Canoe marathon, everyone stop… a ship is passing


ROME – An episode like this had never been seen or heard in many years of Italian canoeing history, if not worldwide. In our lives as reporters, we have received news of several races being suspended or postponed due to weather conditions, football games being suspended due to a lighting glitch, bike races being suspended at the level crossing closed for a train to pass through, from Mountain bikers surrounded by packs of wild dogs and chased down steep trails, but never by what happened on Sunday March 12: about 150 boys and girls in the water, on board their boats while fighting each other with paddles to win the tricolor canoe marathon titles are stopped by the judges because… a merchant ship has to enter port a few hundred yards from the competition field. This is what happened on Sunday morning at the Corno estuary in San Giorgio di Nogaro in the province of Udine, where the Italian marathon championship was held. On the second day of competition everything went according to plan. At around 11am the descents of the second block of competition reserved for K2 and K1 Masters began, but almost at the end of the first lap we witnessed a scene that was downright surreal: as the male and female athletes engaged in a ‘toe-to- toe” approaches that they passed before the finish line were asked to stop by the race judges with both gestures and loud voices. Many of the canoeists thought it was a joke, also because there were no visible dangers. Some even went a few meters further, propelled by the kinetic energy imparted to their canoes. Eventually, however, all the kayaks were docked at the pontoons along the riverbanks. The reason for this sudden decision was quickly known: The head of the local harbor master’s office had issued and imposed the “everything ashore” due to the maneuvers of a ship and its tugboat that was about to enter the dock in a few minutes. The races were therefore suspended and resumed in the early afternoon. Now, apart from the understandable annoyance of the numerous participants for the useless effort, forced to set off again a few hours later (we are talking about races lasting about an hour and a half and distances between 20 and 24 km depending on the category, including the two transshipments with the running canoes on our shoulders), some thoughts come to us spontaneously. First of all we have to think about the safety of the athletes in the competition, right, but couldn’t the maneuvers of a ship near a competition field be anticipated in time and consequently the departures organized at different times? Some of the athletes involved then had to forgo the postponed races that same Sunday afternoon because they were forced to head home with their lights on. Sometimes even thousands of kilometers away (from Udine to Palermo it is over 1,500 kilometers and it takes around 17 hours by car). Imagine the frustration of athletes, coaches, executives and towed relatives who drove thousands of kilometers and then, after months of hard training, didn’t have the opportunity to fight for an Italian title. And this consideration raises another question: Federcanoa could not organize an Italian championship, which usually involves clubs from all over Italy (530 athletes from 74 clubs were registered in San Giorgio di Nogaro), in a slightly less isolated place ? As reported by athletes from different regions, the hospitality of the organizing club, Canoa San Giorgio, was impeccable. But why do Sicilian and Sardinian canoeists have to make arduous journeys all over the peninsula and also take a ferry (kayaks and canoes do not travel by plane but by equipped trolleys) to take part in an Italian championship? In the past, regattas were held halfway down the Arno near Florence, precisely to meet the needs of the various canoe companies scattered throughout the national territory. Well, we would like next year’s Italian championship to take place in equally beautiful and hospitable places. Several places come to mind: we take the liberty of proposing one or better two, always in Sardinia. The Saline Natural Park near Cagliari and another natural paradise near Oristano, the Cabras Pond, one of the most important wetlands in Sardinia and cradle of many good young canoeists who train in the nearby Canottieri Oristano. One of her coaches, Andrea Lilliu, who is currently on the blue team and in charge of the women’s group, was awarded Best Coach in Italy at the Canoeing Golden Gala last year. Here, in these natural oases, the only risk is that you will not be blocked by a ship of hundreds of tons of tonnage, but by a group of pink flamingos and mallards. sorry if little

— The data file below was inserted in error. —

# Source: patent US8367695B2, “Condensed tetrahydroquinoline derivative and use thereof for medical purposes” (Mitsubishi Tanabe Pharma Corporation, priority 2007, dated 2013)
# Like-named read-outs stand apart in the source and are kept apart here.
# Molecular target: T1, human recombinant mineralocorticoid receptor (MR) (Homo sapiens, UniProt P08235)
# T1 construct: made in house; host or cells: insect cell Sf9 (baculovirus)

Source link

Leave a Reply

Your email address will not be published. Required fields are marked *